Nava Katz’s twin brother, Ari, was chosen at birth to join the Brotherhood of David, a secret organization of demon hunters. The induction ceremony takes a turn when Nava is chosen instead. The first female ever to be chosen, and everyone—her parents, her rabbi, and the other hunters—all agree this must be a mistake. It might seem that this one doesn't qualify as slow burn since it's sexy right from the start, but it's the heart connection that takes time and therefore, qualifies it for inclusion.

By Deborah Wilde,

Why should I read it?

1 author picked Crave as one of their favorite books, and they share why you should read it.

What is this book about?

Enjoy this urban fantasy series by best-selling author Deborah Wilde. Featuring a snarky heroine, kickass action, and spicy romance, this hilarious adventure sucker-punches you in the heart when you're not looking.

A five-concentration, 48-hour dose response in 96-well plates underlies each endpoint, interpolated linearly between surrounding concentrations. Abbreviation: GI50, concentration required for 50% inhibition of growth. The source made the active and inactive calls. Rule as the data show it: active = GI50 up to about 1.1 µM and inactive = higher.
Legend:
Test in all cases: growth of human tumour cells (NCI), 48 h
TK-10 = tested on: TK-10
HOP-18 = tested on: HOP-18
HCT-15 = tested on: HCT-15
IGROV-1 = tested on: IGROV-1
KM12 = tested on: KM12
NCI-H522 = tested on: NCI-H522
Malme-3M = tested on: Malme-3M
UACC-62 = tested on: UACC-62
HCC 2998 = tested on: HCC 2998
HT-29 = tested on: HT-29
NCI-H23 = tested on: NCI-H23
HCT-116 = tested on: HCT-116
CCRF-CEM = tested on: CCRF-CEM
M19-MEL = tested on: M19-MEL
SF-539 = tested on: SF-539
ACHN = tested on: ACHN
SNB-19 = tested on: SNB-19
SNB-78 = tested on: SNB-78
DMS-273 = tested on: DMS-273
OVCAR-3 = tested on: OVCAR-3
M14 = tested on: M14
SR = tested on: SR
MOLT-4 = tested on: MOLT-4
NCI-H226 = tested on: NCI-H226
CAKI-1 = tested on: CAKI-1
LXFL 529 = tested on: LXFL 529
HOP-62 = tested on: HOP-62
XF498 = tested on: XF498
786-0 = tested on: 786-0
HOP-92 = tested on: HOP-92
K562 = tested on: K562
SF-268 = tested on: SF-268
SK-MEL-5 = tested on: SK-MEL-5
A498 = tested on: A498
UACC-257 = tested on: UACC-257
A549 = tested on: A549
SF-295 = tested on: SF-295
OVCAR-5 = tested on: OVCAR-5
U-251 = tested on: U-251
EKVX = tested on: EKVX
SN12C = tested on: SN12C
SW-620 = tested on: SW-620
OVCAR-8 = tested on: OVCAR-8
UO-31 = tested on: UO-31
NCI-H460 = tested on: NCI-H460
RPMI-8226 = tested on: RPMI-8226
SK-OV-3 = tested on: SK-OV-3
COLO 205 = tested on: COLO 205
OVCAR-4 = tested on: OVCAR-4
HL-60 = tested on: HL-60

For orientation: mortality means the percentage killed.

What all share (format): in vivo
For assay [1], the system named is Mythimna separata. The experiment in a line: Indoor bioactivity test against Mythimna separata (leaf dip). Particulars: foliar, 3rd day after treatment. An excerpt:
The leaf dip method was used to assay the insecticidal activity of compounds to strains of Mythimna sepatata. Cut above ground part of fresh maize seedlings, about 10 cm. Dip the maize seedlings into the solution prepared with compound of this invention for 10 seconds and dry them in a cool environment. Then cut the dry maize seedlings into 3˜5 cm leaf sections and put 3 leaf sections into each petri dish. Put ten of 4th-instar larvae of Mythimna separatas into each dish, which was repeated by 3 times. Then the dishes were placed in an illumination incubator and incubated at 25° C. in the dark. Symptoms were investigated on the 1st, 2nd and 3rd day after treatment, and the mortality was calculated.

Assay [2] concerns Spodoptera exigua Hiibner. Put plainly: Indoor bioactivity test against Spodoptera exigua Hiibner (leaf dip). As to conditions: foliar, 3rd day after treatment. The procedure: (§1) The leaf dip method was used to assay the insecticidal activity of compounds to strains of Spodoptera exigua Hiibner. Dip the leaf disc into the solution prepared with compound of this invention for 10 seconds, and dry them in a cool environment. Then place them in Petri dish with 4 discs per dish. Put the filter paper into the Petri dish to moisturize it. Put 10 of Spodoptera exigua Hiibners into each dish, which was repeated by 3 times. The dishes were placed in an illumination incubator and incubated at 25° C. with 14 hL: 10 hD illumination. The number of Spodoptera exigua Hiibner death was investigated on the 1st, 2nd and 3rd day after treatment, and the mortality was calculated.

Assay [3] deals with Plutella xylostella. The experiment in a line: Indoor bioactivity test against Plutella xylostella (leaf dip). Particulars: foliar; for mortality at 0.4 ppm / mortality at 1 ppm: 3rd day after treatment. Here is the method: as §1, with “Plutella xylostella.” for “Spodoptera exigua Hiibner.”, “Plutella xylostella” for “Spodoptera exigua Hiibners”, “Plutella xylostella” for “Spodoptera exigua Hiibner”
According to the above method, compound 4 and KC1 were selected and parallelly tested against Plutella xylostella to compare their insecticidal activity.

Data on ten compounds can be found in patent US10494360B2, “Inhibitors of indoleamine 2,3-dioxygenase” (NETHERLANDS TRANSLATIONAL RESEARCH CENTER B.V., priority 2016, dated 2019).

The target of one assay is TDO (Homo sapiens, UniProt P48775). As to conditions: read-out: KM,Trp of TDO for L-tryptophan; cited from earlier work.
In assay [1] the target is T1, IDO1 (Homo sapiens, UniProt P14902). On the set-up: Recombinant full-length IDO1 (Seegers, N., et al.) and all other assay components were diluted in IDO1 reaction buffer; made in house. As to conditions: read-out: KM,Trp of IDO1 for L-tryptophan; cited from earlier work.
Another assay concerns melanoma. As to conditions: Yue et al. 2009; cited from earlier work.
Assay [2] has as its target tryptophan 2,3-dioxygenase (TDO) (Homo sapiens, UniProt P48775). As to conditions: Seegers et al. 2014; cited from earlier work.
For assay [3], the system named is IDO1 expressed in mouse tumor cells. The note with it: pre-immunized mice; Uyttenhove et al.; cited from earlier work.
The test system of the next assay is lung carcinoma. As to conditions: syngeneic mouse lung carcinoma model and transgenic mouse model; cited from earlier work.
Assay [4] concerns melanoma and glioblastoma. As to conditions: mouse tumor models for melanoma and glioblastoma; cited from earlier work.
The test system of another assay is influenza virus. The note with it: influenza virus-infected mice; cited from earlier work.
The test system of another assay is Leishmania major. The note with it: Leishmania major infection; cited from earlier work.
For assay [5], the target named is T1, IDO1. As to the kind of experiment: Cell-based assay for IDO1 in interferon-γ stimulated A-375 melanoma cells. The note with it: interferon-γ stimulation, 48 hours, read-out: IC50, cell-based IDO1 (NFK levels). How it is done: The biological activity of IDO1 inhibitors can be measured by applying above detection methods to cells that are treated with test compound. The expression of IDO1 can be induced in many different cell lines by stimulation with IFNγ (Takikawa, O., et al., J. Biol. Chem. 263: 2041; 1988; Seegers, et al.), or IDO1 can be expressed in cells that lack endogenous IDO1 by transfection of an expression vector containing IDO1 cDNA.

What doesn’t kill you ...
… seriously messes with your love life.

Nava is happily settling into her new relationship and life is all giddy joy and stolen kisses.

Except when it’s assassins. Talk about a mood killer.

She and Rohan are tracking the unlikely partnership between the Brotherhood and a witch who can bind demons, but every new piece of the puzzle is leaving them with more questions…

Book cover of Osnat and Her Dove: The True Story of the World's First Female Rabbi

Erica Lyons Author Of Zhen Yu and the Snake

From my list on illustrated stories that are Jewish&.

Who am I?

As a Jew that is both Ashkenazi and Persian that lives in Hong Kong where I’m raising my Jewish Chinese children, I see Judaism for its rich diversity. I’m passionate about changing people’s perceptions about what Jews look like and where we hail from. We are not a single story. To further that goal, in 2009, I founded Asian Jewish Life - a journal of spirit, society, and culture, have penned book chapters and articles on Jewish Asia, have written children’s books about communities that are Jewish&, and have lectured internationally on related topics. These books are about Jewish communities, but they’re really about family and tradition. Read diverse books! 

Erica's book list on illustrated stories that are Jewish&

Erica Lyons Why did Erica love this book?

Osnat and her Dove is so much more than a book that reflects Iraqi Jewish culture.